INDIANAPOLIS — Enokk Vimahi surveyed the scene around him inside the Lucas Oil Field locker room, he and his teammates fresh off Ohio State’s third-straight Big Ten championship.
This? This was a foundational moment worth a nearly 4,500-mile journey from Kahuku, Hawaii, to Columbus.
“As a freshman, sometimes you don’t get to play as much but you get to learn from the leaders in front of you, and I feel like Coach Stud [Greg Studrawa] said it the best: ‘You’ve got to see how much effort, how much time they put into winning the Big Ten,’” Vimahi told Lettermen Row. “Just being behind the scenes and seeing that, learning as a young pup, you know I feel like I already gained an advantage from that. Maybe not taking the reps physically, but we stress our mental reps here a lot.
“Whatever the future holds, I know I got better just because of the mental reps I’ve been getting.”
Vimahi’s future now entails a different journey than the path originally planned. Initially, the 6-foot-4, 270-pound 2019 U.S. Army All-America selection had intended to fulfill his Mormon mission immediately on the heels of his freshman season.
Yet after careful introspection, Vimahi is delaying that journey.
“It was kind of a hard process for me, because I know I had already established I was going to leave after this semester,” said Vimahi, who appeared in two games this season and will enter 2020 as a redshirt freshman. “Through much prayer and after talking with my parents I felt like, you know, it was best for me to stay.
“I don’t regret that decision at all. Coach Stud and Coach [Ryan] Day are supporting me through that decision as well my parents. You know, it’s time for me to be an adult, make my own decisions. That’s what they said, and I’m happy to see what my career here at Ohio State is going to end up being like.”
Vimahi’s comfort in making the decision stems from a remarkable support system on his home island; a foundation that includes, according to former high school coach Sterling Carvalho, family and friends in Kahuku flying Buckeyes flags.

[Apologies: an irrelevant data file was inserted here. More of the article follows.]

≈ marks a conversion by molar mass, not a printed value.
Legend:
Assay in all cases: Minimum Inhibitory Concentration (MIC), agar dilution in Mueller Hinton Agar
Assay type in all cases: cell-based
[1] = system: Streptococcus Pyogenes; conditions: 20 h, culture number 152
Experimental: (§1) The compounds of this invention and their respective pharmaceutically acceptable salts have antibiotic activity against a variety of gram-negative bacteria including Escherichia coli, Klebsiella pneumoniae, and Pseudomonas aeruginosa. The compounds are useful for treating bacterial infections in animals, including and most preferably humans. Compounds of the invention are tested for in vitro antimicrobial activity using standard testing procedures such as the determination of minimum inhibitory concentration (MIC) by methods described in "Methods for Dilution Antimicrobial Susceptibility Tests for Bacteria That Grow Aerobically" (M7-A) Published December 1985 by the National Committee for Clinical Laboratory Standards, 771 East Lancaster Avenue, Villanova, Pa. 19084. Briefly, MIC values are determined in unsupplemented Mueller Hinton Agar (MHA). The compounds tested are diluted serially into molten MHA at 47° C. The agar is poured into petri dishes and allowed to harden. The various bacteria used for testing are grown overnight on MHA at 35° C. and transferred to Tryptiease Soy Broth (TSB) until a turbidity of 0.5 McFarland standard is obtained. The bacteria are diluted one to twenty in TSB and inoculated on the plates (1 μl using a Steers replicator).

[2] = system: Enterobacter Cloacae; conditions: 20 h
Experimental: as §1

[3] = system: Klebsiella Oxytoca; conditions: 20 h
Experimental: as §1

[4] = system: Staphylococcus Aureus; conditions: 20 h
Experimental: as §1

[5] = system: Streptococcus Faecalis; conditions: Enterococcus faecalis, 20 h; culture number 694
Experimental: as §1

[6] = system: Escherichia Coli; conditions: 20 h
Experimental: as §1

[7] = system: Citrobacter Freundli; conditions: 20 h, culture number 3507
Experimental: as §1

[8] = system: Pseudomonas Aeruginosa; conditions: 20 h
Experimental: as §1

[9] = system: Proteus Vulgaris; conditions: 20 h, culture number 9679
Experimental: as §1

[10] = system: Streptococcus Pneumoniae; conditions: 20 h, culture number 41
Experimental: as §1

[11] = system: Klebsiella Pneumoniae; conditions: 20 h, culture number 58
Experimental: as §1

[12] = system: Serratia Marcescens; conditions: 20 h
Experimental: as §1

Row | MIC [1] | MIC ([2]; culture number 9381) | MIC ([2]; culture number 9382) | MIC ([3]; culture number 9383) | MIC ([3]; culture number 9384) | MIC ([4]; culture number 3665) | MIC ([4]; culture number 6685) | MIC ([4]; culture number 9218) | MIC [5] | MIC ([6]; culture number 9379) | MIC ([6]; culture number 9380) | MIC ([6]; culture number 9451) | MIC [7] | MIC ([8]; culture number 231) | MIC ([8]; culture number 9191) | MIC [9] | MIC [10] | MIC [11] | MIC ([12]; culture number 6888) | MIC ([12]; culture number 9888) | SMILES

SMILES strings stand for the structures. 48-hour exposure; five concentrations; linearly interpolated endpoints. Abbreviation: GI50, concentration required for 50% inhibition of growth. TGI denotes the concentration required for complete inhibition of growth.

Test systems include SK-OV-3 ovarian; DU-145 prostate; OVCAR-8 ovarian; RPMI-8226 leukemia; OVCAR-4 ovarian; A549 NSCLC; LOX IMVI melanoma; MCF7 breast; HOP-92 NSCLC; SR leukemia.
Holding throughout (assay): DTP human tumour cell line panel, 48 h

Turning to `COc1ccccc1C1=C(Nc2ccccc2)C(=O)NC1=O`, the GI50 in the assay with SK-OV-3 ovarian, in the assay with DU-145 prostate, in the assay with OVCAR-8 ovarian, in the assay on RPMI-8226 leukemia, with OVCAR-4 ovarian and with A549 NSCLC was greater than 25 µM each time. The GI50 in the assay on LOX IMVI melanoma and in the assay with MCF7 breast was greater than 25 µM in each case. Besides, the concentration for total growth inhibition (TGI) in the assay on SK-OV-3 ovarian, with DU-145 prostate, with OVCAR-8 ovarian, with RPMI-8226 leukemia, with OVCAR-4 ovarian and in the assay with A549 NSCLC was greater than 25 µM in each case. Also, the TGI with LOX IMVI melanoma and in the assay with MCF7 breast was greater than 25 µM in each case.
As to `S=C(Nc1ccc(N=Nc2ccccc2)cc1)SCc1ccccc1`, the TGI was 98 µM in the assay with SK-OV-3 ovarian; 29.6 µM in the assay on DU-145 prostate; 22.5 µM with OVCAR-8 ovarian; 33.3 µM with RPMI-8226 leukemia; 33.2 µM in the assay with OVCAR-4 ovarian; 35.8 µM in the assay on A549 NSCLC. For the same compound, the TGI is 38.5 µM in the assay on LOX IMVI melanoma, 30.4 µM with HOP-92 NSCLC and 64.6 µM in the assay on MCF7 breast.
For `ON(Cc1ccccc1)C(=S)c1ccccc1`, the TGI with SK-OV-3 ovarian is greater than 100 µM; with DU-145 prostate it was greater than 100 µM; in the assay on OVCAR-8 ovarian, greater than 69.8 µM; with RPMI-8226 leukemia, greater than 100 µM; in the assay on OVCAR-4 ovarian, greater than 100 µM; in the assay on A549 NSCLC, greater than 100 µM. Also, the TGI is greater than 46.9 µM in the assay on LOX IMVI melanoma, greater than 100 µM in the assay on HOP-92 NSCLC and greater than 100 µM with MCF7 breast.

“It’s very crucial, especially when you travel thousands of miles to Ohio, you know?” Vimahi said. “Just knowing that you always have someone to talk to, whether it be your parents, siblings, cousins, friends, past coaches, mentors. It’s not just one person you can talk to, and that’s the best part of that support system. And they’re not biased with any of their judgment calls, either.
“They’re going to give me the feedback that they think is best for me. But at the end of the day, they know that I’m grown enough to make my own decisions.”
Vimahi’s open approach to communication already is helping establish a bond for the future of the left wall of the Buckeyes offensive line with Vimahi and Dawand Jones, his fellow freshman classmate and roommate.
“Dawand plays left tackle and I play left guard, so we like to talk with each other a lot,” he said. “He’s my roommate, so we get along with each other really well. Especially the communicating, whenever we get in together during practice, we already know communication on the offensive line is vital and just establishing that connection with him, most of the time is half the battle.”
Still, it’s a battle for which Vimahi is preparing for alongside his fellow trench-men.
“You know, Coach [Phil] Matusz, our assistant strength coach, talks to Dawand and I and also Ryan Jacoby a lot about us being the future — and Harry Miller as well — being the future of the Buckeyes [offensive] line,” Vimahi said. “You don’t really feel it or it doesn’t really hit you until you get into these big games like: ‘Wow! We’re starting to come to the end of our season. It’s time for us to step up.’
“If we don’t step up, someone else has to. So why not you?”
Thanks to a change of plans, that turn for Enokk Vimahi is likely coming much sooner than expected at Ohio State.